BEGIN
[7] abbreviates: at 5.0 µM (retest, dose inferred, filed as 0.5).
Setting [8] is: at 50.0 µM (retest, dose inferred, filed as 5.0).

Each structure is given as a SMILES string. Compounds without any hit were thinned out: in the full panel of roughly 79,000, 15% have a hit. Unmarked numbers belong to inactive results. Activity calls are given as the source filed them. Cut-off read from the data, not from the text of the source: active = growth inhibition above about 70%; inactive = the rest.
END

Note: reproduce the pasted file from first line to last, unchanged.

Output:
[7] abbreviates: at 5.0 µM (retest, dose inferred, filed as 0.5).
Setting [8] is: at 50.0 µM (retest, dose inferred, filed as 5.0).

Each structure is given as a SMILES string. Compounds without any hit were thinned out: in the full panel of roughly 79,000, 15% have a hit. Unmarked numbers belong to inactive results. Activity calls are given as the source filed them. Cut-off read from the data, not from the text of the source: active = growth inhibition above about 70%; inactive = the rest.